Picking the best Australian Shares ETFs

One of the best ways to invest in Australia is via a broad-based ETF. We have picked seven best Australian ETFs that we believe will be great long-term winners.
By · 15 Nov 2023
By ·
15 Nov 2023 · 5 min read
comments Comments
Upsell Banner

There's a lot to love about Australia, such as the stunning landscapes, sun-soaked beaches, amazing flora and fauna, and an enviable location. Australia also boasts strong governance, consistent economic growth, an abundance of minerals, world-class infrastructure, and a highly skilled and innovative work-force.

The decision to own Australian shares makes a lot of sense, and one of the best ways to do so is via a diversified Australian Shares ETF.

We have selected seven ETFs that we believe will be great long-term performers.

In selecting the list, we have focused on key criteria such as diversification levels, MER (Management Expense Ratio), the quality of the investment manager, fund size, liquidity, tracking error, and performance.

Of these criteria, two of the most important are the diversification levels and the MER. Diversification helps to reduce stock-specific and sector-specific risk, whilst a low MER means that more of the returns are going to the investor, which helps long-term compounding.

The best Australian ETFs

Here are seven of the best Australian ETFs that we believe will be great long-term investments.

It should be noted that STW was a late inclusion to the list, given that on 1 November 2023 its MER was slashed from 0.13% p.a. to 0.05% p.a. This is welcome news, and part of a continual process of fee reductions amongst ETF investment managers.








iShares Core S&P/ASX 200 ETF



S&P/ASX 200


SPDR S&P/ASX 200 Fund



S&P/ASX 200


BetaShares Australia 200 ETF



Solactive Australia 200


Vanguard Australian Share Index ETF



S&P/ASX 300


SPDR S&P/ASX 50 Fund



S&P ASX 50


Vanguard Australian Shares High Yield ETF



FTSE Australia High Dividend Yield Index


VanEck Australian Equal Weight ETF



MVIS Australia Equal Weight Index

When viewing the ETFs in the table below, it can be seen that there are similarities in the performance across ETFs.

One reason for this is the similarities in the respective indices, in that all (except the MVIS Australia Equal Weight Index) are weighted by market capitalisation, and thus heavily influenced by the performance of Australia's biggest companies such as BHP, CSL, and the big banks.

There will, however, be some slight differences in performance from year to year, as for example, in one-year large caps might outperform, whilst in the following year mid-caps could outperform. This is why we should always remember that past performance is not indicative of future performance.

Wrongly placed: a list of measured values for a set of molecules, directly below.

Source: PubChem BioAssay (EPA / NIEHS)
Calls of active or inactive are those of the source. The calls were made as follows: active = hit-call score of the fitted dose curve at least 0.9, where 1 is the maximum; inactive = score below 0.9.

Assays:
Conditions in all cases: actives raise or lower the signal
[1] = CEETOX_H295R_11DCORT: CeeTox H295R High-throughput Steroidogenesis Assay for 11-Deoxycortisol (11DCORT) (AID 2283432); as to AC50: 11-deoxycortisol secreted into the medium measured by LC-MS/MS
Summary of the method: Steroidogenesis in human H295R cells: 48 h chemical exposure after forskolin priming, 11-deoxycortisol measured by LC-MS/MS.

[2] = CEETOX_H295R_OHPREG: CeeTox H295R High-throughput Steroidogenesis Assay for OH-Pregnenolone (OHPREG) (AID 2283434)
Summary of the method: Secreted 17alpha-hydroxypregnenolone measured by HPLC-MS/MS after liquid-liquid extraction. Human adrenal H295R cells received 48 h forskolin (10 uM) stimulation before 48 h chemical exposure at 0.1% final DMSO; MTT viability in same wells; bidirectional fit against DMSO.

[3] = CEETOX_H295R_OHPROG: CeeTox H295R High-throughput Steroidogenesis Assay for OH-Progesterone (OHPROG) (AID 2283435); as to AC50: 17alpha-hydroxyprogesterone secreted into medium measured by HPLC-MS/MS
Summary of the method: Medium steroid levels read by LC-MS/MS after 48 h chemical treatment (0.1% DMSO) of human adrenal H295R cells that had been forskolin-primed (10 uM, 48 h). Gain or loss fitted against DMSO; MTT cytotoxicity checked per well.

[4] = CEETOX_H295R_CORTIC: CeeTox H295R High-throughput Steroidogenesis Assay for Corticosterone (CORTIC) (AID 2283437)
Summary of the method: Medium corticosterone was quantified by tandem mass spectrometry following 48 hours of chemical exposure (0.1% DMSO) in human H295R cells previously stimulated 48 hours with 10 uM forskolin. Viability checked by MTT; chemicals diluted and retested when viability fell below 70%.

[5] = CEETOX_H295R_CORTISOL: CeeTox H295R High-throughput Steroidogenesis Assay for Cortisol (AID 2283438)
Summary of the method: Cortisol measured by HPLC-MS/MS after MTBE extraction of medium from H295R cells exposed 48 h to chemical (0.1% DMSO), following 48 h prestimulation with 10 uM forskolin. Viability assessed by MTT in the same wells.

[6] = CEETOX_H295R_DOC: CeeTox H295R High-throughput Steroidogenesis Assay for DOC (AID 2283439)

The following table summarises the performance of each ETF as of 31 October 2023.

Ticker 1 Year 3 Years (p.a.) 5 Years (p.a.) 10 Years (p.a.)
IOZ 2.83% 8.81% 7.09% 6.43%
STW 2.76% 8.83% 7.09% 6.41%
A200 2.75% 9.17% 7.28% -
VAS 2.40% 8.68% 7.16% 6.51%
SFY 4.34% 10.05% 7.35% 6.04%
VHY 5.55% 14.10% 8.75% 5.83%
MVW 3.89% 8.68% 6.97% -

iShares Core S&P/ASX 200 ETF (IOZ)

IOZ is managed by Blackrock, which is the largest investment manager in the world. One of the big advantages of any large investment manager is that they provide world class portfolio management. They also provide scale, which enables ultra-low fees.

IOZ, as with STW and A200, is diversified across the 200 largest companies in Australia weighted by market capitalisation.

From a sector perspective, IOZ includes financial stocks 28.6%, materials 24.5%, healthcare 9.1%, industrials 6.9%, and consumer discretionary 6.9%.

The biggest companies in IOZ include BHP 11.0%, CBA 8.2%, CSL 5.9%, NAB 4.3%, and ANZ 3.7%.

SPDR S&P/ASX 200 Fund (STW)

Historically, State Street's STW and SFY were the first ETFs to list in Australia in August 2001.

STW, also tracks the S&P/ASX 200 index, and now has an MER of 0.05% p.a., which is in line with IOZ. Given this recent MER fee drop, the performance of IOZ and STW should be very similar going forward.

BetaShares Australia 200 ETF (A200)

A200 is very similar to IOZ and STW, except it has a slightly lower MER of just 0.04% p.a., which makes it the lowest cost Australian Shares ETF in the market.